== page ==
Next, it is important to work with your aging parents to understand what their desires are for healthcare and for finances. For healthcare, a first step is often determining whether an aging parent wants to live on his/her own, and whether that is a possibility.
Based upon the answers to those two questions, you can then determine together whether your aging parent can remain in his/her own home, whether he/she can live with relatives, or whether a nursing home is most appropriate.
If remaining in his/her home, or moving in with relatives, other provisions must be considered. Will the house require any remodeling to accommodate the aging parent’s needs? If moving in with relatives, can that relative claim the aging parent as a dependent for income tax purposes?
If your parent desires to move into a new home, there may be other considerations to take into account, such as a hefty security deposit or a substantial contractual agreement, both of which can tie up a parent’s liquid assets.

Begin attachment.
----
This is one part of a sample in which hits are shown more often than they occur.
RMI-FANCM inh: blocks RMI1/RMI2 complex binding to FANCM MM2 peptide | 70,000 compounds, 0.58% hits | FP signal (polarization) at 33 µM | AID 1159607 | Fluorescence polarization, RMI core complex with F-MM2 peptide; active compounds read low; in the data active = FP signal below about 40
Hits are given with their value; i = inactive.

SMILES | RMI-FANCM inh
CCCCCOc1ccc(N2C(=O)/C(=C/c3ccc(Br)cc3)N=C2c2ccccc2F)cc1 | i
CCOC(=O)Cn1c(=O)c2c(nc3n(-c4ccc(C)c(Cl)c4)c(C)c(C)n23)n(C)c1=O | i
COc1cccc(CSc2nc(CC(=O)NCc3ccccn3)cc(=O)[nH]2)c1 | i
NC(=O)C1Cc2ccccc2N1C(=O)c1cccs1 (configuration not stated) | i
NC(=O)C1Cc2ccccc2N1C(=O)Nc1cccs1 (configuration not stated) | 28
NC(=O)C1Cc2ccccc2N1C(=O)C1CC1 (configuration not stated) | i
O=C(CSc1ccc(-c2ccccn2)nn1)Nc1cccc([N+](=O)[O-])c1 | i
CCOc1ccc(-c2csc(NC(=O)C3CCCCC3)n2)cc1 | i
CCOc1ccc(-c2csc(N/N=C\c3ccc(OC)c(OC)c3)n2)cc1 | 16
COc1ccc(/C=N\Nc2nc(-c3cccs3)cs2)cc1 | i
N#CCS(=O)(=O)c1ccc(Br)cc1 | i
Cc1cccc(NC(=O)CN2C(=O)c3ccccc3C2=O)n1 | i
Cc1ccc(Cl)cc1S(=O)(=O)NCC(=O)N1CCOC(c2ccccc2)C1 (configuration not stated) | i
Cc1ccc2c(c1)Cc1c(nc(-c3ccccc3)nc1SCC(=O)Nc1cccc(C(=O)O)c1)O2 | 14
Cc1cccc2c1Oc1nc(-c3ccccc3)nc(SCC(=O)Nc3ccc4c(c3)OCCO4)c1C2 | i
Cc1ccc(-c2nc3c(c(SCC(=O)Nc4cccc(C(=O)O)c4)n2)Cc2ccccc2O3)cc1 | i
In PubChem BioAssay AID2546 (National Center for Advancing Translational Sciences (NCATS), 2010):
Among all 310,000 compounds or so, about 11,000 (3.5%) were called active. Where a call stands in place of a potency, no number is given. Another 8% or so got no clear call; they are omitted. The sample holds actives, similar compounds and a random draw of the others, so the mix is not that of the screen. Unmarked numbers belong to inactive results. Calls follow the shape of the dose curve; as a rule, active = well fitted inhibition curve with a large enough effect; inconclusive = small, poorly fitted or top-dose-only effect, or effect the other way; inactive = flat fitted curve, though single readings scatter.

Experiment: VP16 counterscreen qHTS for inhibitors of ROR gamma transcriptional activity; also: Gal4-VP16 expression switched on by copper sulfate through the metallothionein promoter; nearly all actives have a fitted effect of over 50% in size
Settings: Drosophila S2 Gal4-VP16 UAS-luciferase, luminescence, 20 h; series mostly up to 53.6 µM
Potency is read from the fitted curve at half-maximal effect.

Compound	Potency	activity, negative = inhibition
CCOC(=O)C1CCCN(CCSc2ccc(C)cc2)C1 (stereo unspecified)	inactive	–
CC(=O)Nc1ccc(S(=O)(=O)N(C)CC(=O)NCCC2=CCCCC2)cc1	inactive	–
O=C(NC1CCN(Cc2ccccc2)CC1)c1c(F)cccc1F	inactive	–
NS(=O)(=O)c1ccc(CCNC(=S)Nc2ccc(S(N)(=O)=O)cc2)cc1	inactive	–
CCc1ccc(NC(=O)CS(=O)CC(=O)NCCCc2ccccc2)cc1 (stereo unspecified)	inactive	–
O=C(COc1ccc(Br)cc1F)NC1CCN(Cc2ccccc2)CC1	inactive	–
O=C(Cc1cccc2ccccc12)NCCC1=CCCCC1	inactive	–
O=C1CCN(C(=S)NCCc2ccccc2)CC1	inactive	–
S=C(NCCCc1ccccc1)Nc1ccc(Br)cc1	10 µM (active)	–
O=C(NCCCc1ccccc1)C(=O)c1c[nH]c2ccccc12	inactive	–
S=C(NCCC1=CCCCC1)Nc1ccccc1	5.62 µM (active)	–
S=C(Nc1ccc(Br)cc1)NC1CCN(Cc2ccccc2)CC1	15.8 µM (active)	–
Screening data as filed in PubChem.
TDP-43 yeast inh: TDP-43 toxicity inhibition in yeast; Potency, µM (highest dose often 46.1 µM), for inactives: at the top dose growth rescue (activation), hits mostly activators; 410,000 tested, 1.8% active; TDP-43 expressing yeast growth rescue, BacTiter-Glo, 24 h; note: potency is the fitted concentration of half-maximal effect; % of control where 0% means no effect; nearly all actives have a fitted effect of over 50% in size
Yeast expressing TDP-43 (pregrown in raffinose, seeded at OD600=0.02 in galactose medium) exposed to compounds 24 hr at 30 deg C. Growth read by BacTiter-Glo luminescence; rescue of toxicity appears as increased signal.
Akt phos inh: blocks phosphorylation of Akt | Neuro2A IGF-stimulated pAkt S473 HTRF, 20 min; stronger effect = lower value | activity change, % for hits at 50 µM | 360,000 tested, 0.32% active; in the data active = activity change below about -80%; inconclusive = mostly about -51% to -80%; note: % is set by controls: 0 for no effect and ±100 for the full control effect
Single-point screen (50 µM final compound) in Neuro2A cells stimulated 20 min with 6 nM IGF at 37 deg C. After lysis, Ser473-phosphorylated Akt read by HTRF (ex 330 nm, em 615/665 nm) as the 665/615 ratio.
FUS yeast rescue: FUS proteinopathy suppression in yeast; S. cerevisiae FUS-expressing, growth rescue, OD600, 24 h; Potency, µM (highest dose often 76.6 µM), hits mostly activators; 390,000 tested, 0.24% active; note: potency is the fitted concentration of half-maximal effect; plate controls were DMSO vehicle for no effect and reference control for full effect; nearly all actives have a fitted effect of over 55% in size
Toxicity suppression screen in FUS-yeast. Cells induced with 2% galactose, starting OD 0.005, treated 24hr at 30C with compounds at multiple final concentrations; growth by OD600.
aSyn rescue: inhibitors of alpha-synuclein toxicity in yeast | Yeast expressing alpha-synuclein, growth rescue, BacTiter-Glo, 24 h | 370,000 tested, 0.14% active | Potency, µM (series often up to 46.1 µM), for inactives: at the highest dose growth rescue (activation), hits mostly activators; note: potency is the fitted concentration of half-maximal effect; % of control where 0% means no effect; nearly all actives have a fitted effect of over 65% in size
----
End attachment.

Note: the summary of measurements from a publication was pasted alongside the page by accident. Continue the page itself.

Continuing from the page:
At this point, a discussion about finances and healthcare come into play. What medical insurance do your parents have besides Medicare, if any? What is covered on their health insurance? Do your parents have assets set aside to pay for care in their home, if that is their preference?
A discussion about whether your aging parents have purchased long-term care insurance also is appropriate. If they have not, it is a good idea to consider whether to purchase this insurance coverage.
While on the topic of finances, it is important to work with aging parents to understand their financial goals, their income sources, their monthly debts and expenses, and financial logistics. This includes where they keep their financial records (tax returns, where their bank and brokerage accounts are maintained, whether they bank online) and where you can find their login information, and whether they have a financial planner, a CPA, and/or an attorney.